HAYDEN V. THOMPSON.
HAYDEN T. THOMPSON et aJ.
(Circuit Court, D. Nebraska. April 23, 1895.)
1. LIMITATION OF ACTIONS-RUNNING OF STATUTE-TRUSTS.
Where dividends were paid stockholders in a bank out of its capital stock, if the dividends constitute a trust fund in the hands of the stockholders for the benefit of creditors, it is a constructive trust, and the statute of limitations began to run against an action to recover such dividends from the date of payment.
SAME-AcTION BY RECEIVER.
The statute 01' limitations runs against the right of a bank to recover dividends paid to iUl stockholders out of its capital stock, either through fraud or mistake, from the date of payment, and, when an action by the bank to recover such dividends would be barred, an action by a receiver on behalf 01' creditors is also barred.
EQUITY-JURISDICTION-ADEQUATE REMEDY AT LAW.
The receiver 01' a national bank cannot maintain a bill in equity against its stockholders to recover dividends lllegally paid them out ot ita capital stock, as they may be recovered in an action at law. EqUity cannot entertain jurisdiction ot a bill by the receiver ot a national bank against its stockhodders to recover dividends lllegally paid them out of its capital stock, on the ground of preventing a multiplicity of SUits, as such a blU is multifarious, one stockholder having no interest in the claim against another.
NATIONAL BANKING ACT-ILLEGAL DIVIDENDS-LIABILITY OF DIRlIlCTORS.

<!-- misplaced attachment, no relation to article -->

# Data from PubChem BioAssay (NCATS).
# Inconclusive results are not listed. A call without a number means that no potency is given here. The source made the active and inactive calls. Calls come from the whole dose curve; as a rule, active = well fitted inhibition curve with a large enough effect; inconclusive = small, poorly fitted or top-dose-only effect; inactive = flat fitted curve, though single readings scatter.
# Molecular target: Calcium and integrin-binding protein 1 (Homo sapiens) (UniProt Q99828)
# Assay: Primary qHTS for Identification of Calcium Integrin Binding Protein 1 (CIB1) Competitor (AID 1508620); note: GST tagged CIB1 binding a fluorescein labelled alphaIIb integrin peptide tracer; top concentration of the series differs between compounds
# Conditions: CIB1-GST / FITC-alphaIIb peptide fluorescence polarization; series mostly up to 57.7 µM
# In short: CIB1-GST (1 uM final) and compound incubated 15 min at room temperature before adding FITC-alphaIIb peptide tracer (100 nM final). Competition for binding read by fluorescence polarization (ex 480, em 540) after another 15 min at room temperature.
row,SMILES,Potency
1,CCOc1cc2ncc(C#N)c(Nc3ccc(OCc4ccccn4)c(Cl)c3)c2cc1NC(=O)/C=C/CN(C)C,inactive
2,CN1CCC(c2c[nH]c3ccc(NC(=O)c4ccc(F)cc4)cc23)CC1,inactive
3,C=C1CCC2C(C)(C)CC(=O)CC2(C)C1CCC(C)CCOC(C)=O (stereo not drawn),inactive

The remedy against directors of a national bank provided by Rev. St I 5239, for violations of the national banking act, is exclusive, and their liability for declaring and paying dividends out of the capital stock of the bank can be en1'orced only by tlle receiver acting under the direction ()f the comptroller, after the violation ot the statute has been judicially determined, and a forteiture declared.
Bill in equity by the receiver of the Oapital National Bank of Lincoln, Neb., to recover dividends paid to stockholders. Mr. Lamberson and Mr. Harvey, for plaintiff. Mr. Flansburg, Mr. Ames, Mr. Hall, Mr. Magoon, and Mr. Deweese, for defendants. Before DUNDY and RINER, District Judges. RINER, District Judge. The bill in this case is filed by the receiver of the Capital National Bank of Lincoln against the stockholders of the bank to recover dividends paid by the bank to the stockholders at different times from its organization until the bank became insolvent, in January, 1893. The principal allegations of the bill, briefiy summarized, are that from the date of its organization up to the date of its failure the bank did a large business, and received large sums of money on deposit; that its expense account was large, and from the date of the organization to the date of the failure it met with and sustained great losses in business, and that by reason of these losses the capital stock became and was greatly impaired; that at no time since ita organization had there been any earnings or profits in any given year; that notwithstanding the fact that there were no net earnings or profits from which a dividend could be declared, the directors, for the v.67,.no.3-18